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Christian Faculty: Members of a Dual Priesthood—Challenges & Opportunities, Part 2

{This is the second of a two-part post, adapted from a topical Bible Study I led at the UT faculty group.}

Yesterday’s post suggested that as Christian faculty we are priests of two orders—the priesthood of believers and an academic order, and these can come into conflict.

So, how do we handle it when the academic order makes demands inconsistent with our faith? Let’s first see how Daniel handled it (Daniel 1:11-20, Daniel 3, 6). He sought ways to negotiate with the secular authority to make allowances for his faith, because he understood the critical pinch points between his roles and creatively looked for ways to resolve them. There are several principles we can apply in our situations.

The first is to take advantage of the principles of academic freedom. This is a bit tricky, because the academy has fallen into a bit of hypocrisy in this area, but if you can carefully navigate the politics of things, you can win a certain amount of freedom with a minimum of stubbed toes.

Secondly, don’t be a firebrand simply for the sake of being bold. In short, do not seek controversy or conflict. (“Make it your ambition to lead a quiet life, to mind your own business and to work with your hands, just as we told you, so that your daily life may win the respect of outsiders and so that you will not be dependent on anybody.” I Thess 4:11-12) If controversy/conflict finds you anyway, fine.

Third, be wise. (“Be very careful, then, how you live—not as unwise but as wise, making the most of every opportunity, because the days are evil.” Eph 5:15-16) It’s fine to stand up for your faith and pursue your passion, but make sure your colleagues know you first for excellent scholarship, and it helps to get tenure before making too many waves. It’s only six years, and you then have 20-40 to blaze.

Fourth, work with excellence. (“Slaves, obey your earthly masters in everything; and do it, not only when their eye is on you and to win their favor, but with sincerity of heart and reverence for the Lord. Whatever you do, work at it with all your heart, as working for the Lord, not for men, since you know that you will receive an inheritance from the Lord as a reward. It is the Lord Christ you are serving. Anyone who does wrong will be repaid for his wrong, and there is no favoritism.” Col 3:22-25)

The final one I will mention is trust God to know and guide your heart, and do not spend your energy wondering too much about if you are worshipping knowledge more than God. You have His Spirit in you, and keeping your devotional life active will help. In 2 King 5, we read of the Aramean general with leprosy, Naaman. After he is healed, he says, “’But may the LORD forgive your servant for this one thing: When my master enters the temple of Rimmon to bow down and he is leaning on my arm and I bow there also—when I bow down in the temple of Rimmon, may the LORD forgive your servant for this.’ ‘Go in peace,’ Elisha said.”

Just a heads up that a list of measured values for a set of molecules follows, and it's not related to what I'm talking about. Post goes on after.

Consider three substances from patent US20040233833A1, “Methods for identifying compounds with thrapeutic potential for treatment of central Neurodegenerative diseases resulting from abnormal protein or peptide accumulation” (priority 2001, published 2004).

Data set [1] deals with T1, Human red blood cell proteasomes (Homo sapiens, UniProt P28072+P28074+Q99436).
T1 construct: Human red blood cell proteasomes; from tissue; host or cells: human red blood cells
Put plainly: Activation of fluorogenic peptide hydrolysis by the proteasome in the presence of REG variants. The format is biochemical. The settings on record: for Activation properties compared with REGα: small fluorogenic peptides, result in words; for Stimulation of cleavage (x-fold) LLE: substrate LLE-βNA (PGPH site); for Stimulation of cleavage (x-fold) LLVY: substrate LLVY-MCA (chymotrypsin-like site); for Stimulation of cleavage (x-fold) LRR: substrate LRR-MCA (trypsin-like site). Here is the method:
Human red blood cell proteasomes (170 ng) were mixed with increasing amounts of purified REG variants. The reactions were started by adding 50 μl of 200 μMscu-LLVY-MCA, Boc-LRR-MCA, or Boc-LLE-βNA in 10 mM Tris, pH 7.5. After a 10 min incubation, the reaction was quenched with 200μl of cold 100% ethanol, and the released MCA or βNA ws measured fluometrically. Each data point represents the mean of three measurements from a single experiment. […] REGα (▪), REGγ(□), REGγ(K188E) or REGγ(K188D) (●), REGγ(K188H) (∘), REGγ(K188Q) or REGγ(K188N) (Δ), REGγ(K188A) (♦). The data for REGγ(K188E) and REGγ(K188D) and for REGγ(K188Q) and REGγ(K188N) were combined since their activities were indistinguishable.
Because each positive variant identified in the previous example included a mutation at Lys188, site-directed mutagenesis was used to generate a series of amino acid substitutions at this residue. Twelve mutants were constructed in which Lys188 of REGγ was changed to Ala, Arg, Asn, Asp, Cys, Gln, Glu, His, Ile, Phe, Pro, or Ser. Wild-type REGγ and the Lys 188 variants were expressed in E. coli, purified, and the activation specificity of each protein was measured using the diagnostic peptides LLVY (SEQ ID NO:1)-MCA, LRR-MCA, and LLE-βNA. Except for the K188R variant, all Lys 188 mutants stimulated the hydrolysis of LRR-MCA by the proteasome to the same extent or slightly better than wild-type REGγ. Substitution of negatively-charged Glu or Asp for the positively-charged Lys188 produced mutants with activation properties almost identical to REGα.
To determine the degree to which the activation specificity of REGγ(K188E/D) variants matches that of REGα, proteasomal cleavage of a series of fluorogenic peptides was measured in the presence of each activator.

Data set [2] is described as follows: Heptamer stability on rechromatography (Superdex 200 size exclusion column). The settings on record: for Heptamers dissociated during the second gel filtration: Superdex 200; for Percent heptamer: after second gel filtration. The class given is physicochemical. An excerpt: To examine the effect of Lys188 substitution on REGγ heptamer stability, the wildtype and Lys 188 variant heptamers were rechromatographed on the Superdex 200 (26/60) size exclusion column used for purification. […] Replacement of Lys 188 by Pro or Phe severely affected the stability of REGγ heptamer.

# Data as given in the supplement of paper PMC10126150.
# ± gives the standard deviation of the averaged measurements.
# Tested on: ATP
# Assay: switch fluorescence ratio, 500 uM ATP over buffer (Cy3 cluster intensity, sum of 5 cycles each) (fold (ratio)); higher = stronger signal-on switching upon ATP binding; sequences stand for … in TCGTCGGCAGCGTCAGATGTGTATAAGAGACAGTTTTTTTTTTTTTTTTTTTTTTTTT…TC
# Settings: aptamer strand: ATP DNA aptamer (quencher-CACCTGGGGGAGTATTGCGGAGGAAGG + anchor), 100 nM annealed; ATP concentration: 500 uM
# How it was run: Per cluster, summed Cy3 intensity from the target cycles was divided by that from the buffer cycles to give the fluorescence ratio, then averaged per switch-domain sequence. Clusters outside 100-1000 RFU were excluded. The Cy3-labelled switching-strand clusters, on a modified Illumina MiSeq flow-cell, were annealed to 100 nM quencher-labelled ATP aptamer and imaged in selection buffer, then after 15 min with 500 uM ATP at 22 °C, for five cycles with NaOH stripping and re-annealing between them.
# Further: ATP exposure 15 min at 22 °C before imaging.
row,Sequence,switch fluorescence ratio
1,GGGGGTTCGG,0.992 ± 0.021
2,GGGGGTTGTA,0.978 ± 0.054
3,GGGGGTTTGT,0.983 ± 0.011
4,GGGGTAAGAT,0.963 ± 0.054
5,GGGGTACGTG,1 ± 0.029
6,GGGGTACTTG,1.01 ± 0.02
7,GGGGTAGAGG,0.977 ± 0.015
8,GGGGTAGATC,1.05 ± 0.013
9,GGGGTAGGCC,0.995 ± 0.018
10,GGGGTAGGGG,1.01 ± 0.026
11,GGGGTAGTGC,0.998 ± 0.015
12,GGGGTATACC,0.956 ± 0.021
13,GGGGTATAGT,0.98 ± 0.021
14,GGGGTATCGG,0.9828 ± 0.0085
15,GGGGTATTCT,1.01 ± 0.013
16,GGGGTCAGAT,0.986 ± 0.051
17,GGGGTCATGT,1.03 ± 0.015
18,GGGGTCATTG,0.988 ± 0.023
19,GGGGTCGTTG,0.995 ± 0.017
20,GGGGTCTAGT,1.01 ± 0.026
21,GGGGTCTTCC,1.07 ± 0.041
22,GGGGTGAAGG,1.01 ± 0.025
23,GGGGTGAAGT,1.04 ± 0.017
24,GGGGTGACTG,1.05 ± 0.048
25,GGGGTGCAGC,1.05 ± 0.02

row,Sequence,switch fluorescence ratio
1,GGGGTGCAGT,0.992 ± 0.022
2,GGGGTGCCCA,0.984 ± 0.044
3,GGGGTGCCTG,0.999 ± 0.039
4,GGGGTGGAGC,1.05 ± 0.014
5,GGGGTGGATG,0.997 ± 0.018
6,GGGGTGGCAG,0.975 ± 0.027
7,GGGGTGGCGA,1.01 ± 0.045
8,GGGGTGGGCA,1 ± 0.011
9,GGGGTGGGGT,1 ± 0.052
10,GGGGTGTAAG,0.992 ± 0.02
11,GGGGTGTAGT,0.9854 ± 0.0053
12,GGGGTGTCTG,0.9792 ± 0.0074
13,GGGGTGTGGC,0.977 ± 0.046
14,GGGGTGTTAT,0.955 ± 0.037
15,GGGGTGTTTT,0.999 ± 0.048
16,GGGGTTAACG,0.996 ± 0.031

Just like Naaman, God has placed us in positions of influence, and He is not ignorant of the conflicts that creates and His grace washes over us, “lubricating” the points of friction.

Given these challenges, what opportunities do we have as dual priests? I have come up with six:

To put it bluntly, we are in positions of influence in our culture, so let’s influence! (“Do you see a man skilled in his work?  He will serve before kings; he will not serve before obscure men.” Proverbs 22:29)

We have the opportunity to demonstrate excellence without the idolatry that many of our colleagues unwittingly pursue.

This contrast gives us the chance to show that knowledge and scholarship are means to an end and not an end unto themselves—our studies point to higher knowledge, wisdom and understanding—to the source of all knowledge and wisdom, God Himself.

In doing this, we should then be able to demonstrate a joy in our lives and scholarship that will reveal the fruitlessness of “academism,” my name for the false religion in the ivory tower that includes the various incarnations of naturalism, humanism or whatever ‘ism’ is prevalent in your department.  (“…We know that we all possess knowledge. Knowledge puffs up, but love builds up. The man who thinks he knows something does not yet know as he ought to know. I Cor 8:1-2 (admittedly out of context))

Fifth, Christ’s Great Commission in Matthew 28 instructs us in the Greek that as we go, we are to make disciples. It is our spheres of influence that are our mission field and source of disciples. Therefore, we have the opportunity and responsibility to mentor those in the lower ranks (undergrads, grads, junior faculty).

 Finally, and perhaps most excitingly, we are being paid to explore God’s creation as a vocation! What more could you ask for?


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